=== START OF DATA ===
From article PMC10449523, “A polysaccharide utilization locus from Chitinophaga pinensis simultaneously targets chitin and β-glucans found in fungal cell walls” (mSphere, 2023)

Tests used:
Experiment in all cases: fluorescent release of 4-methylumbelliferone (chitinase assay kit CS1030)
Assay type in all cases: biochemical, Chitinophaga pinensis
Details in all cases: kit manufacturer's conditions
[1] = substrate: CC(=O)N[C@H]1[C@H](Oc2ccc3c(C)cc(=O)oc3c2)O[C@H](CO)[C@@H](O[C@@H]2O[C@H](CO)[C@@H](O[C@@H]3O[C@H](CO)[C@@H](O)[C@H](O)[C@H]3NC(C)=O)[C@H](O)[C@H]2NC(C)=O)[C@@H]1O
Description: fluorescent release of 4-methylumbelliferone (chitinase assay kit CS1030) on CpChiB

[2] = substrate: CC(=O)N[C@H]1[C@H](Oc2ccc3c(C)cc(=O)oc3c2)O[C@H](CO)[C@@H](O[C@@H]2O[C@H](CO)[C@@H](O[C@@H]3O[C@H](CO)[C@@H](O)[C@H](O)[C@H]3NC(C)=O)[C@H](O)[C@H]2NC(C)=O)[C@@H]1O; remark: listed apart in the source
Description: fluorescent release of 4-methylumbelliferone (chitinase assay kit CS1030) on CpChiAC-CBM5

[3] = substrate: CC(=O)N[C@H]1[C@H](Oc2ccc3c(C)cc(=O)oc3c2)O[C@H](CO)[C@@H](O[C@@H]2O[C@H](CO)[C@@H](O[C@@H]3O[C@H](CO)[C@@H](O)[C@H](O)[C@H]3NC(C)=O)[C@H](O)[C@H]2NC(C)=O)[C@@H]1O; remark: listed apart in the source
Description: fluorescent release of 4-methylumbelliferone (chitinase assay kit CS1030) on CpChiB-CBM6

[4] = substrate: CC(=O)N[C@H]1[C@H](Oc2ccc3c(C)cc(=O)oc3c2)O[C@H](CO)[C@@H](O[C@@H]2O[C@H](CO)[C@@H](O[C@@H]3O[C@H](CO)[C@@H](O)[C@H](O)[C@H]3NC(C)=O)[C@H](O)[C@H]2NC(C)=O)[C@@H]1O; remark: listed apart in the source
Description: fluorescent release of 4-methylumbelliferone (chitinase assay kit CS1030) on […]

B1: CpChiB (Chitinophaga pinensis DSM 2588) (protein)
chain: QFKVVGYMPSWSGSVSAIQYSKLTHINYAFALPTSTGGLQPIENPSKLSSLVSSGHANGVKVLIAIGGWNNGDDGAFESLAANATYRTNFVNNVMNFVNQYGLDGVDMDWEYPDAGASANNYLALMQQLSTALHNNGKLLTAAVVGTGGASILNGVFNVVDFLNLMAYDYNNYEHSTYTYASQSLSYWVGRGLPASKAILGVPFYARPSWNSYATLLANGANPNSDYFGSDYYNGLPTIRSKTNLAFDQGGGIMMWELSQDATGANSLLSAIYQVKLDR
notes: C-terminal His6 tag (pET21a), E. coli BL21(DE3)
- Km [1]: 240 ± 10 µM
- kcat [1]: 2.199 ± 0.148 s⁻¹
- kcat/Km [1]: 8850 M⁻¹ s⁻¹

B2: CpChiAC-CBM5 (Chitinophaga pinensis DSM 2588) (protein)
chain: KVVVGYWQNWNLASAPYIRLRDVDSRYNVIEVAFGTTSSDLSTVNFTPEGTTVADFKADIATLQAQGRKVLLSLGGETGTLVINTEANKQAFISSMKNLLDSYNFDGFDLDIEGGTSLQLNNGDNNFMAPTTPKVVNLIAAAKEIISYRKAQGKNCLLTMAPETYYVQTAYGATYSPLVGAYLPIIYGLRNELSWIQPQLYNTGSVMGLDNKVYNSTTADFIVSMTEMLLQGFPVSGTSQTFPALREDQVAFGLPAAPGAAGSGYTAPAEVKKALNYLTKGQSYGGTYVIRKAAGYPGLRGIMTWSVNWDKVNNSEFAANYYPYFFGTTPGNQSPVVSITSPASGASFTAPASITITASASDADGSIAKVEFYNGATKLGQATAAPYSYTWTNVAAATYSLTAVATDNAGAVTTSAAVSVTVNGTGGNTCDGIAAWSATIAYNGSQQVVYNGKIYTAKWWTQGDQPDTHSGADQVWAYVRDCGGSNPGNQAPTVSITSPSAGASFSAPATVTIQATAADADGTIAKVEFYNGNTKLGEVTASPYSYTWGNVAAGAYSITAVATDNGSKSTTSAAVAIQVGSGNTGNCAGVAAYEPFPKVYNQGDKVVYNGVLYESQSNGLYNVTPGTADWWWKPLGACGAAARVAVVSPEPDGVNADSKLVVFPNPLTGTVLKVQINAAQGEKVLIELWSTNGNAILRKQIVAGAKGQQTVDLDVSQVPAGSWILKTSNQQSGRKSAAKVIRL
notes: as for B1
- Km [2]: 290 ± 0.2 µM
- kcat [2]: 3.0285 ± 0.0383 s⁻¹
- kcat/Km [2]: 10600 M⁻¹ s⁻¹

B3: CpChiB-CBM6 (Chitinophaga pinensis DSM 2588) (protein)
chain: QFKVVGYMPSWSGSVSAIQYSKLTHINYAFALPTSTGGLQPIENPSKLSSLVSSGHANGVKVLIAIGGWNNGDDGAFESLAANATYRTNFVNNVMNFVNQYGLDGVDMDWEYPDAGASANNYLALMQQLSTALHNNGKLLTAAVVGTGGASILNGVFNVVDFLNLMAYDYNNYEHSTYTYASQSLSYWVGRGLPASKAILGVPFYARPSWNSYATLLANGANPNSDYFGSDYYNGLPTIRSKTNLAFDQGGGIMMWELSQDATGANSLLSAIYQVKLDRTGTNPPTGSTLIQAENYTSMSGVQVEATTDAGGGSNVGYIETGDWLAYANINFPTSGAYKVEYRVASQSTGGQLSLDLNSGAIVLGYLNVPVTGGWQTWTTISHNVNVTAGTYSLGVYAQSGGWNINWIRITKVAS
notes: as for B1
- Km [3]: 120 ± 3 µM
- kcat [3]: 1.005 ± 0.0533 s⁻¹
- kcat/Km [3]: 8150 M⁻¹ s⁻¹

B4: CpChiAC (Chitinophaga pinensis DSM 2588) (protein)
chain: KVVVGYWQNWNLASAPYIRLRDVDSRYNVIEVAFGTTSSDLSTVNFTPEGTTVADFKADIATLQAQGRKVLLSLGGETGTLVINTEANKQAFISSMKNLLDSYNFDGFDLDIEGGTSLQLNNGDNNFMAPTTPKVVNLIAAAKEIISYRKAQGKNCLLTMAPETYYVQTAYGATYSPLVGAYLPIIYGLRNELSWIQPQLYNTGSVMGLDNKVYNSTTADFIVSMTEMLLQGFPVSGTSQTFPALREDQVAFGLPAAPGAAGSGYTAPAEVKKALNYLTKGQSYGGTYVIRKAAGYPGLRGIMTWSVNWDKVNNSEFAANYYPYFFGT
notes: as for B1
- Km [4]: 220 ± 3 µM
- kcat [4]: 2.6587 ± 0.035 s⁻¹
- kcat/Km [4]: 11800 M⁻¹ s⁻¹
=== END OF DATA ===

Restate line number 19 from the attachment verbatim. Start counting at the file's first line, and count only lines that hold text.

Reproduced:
- kcat/Km [1]: 8850 M⁻¹ s⁻¹